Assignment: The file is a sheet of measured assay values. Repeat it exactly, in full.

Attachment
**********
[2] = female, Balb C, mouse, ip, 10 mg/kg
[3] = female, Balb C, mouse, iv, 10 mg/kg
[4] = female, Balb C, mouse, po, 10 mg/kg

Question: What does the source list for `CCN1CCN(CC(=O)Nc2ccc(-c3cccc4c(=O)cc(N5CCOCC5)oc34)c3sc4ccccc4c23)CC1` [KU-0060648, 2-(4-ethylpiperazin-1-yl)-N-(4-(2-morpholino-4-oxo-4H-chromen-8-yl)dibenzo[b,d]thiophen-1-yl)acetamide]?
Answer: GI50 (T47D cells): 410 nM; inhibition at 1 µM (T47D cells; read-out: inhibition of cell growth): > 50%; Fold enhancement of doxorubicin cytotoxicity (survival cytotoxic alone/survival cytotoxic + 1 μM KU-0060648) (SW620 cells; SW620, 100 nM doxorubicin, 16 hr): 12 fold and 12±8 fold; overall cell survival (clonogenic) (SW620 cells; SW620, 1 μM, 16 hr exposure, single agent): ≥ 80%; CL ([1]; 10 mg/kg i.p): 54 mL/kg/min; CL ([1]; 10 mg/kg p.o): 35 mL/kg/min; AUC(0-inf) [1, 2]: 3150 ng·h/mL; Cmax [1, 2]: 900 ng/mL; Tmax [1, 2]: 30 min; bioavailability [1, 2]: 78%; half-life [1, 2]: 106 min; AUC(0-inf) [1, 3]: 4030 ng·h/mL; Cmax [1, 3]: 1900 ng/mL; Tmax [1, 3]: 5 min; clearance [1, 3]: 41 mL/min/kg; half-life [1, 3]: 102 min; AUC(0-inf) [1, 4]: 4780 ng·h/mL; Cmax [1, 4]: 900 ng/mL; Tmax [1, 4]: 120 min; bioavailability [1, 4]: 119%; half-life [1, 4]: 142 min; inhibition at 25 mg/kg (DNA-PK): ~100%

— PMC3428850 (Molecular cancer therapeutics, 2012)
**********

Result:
[2] = female, Balb C, mouse, ip, 10 mg/kg
[3] = female, Balb C, mouse, iv, 10 mg/kg
[4] = female, Balb C, mouse, po, 10 mg/kg

Question: What does the source list for `CCN1CCN(CC(=O)Nc2ccc(-c3cccc4c(=O)cc(N5CCOCC5)oc34)c3sc4ccccc4c23)CC1` [KU-0060648, 2-(4-ethylpiperazin-1-yl)-N-(4-(2-morpholino-4-oxo-4H-chromen-8-yl)dibenzo[b,d]thiophen-1-yl)acetamide]?
Answer: GI50 (T47D cells): 410 nM; inhibition at 1 µM (T47D cells; read-out: inhibition of cell growth): > 50%; Fold enhancement of doxorubicin cytotoxicity (survival cytotoxic alone/survival cytotoxic + 1 μM KU-0060648) (SW620 cells; SW620, 100 nM doxorubicin, 16 hr): 12 fold and 12±8 fold; overall cell survival (clonogenic) (SW620 cells; SW620, 1 μM, 16 hr exposure, single agent): ≥ 80%; CL ([1]; 10 mg/kg i.p): 54 mL/kg/min; CL ([1]; 10 mg/kg p.o): 35 mL/kg/min; AUC(0-inf) [1, 2]: 3150 ng·h/mL; Cmax [1, 2]: 900 ng/mL; Tmax [1, 2]: 30 min; bioavailability [1, 2]: 78%; half-life [1, 2]: 106 min; AUC(0-inf) [1, 3]: 4030 ng·h/mL; Cmax [1, 3]: 1900 ng/mL; Tmax [1, 3]: 5 min; clearance [1, 3]: 41 mL/min/kg; half-life [1, 3]: 102 min; AUC(0-inf) [1, 4]: 4780 ng·h/mL; Cmax [1, 4]: 900 ng/mL; Tmax [1, 4]: 120 min; bioavailability [1, 4]: 119%; half-life [1, 4]: 142 min; inhibition at 25 mg/kg (DNA-PK): ~100%

— PMC3428850 (Molecular cancer therapeutics, 2012)